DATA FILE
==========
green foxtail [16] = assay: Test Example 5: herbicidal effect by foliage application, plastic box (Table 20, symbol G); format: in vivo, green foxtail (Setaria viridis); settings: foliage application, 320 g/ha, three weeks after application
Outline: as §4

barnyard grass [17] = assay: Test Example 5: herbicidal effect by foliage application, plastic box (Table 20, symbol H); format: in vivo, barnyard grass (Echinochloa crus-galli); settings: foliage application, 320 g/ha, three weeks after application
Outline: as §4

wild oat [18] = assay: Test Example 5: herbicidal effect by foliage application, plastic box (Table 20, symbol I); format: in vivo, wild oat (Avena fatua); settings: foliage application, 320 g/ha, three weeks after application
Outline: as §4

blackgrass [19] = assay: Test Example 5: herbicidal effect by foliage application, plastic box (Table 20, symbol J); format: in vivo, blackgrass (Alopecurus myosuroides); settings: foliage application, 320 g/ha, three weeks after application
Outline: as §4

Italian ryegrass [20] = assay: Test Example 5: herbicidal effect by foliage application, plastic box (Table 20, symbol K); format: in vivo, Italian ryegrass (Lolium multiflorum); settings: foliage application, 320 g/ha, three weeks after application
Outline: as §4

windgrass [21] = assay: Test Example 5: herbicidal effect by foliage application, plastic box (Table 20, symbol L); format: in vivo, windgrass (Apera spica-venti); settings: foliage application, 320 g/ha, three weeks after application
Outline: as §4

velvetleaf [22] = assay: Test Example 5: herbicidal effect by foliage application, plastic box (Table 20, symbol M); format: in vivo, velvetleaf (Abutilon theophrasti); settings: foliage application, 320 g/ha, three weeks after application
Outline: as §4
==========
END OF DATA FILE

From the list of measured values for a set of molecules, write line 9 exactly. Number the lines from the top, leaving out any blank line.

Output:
Italian ryegrass [20] = assay: Test Example 5: herbicidal effect by foliage application, plastic box (Table 20, symbol K); format: in vivo, Italian ryegrass (Lolium multiflorum); settings: foliage application, 320 g/ha, three weeks after application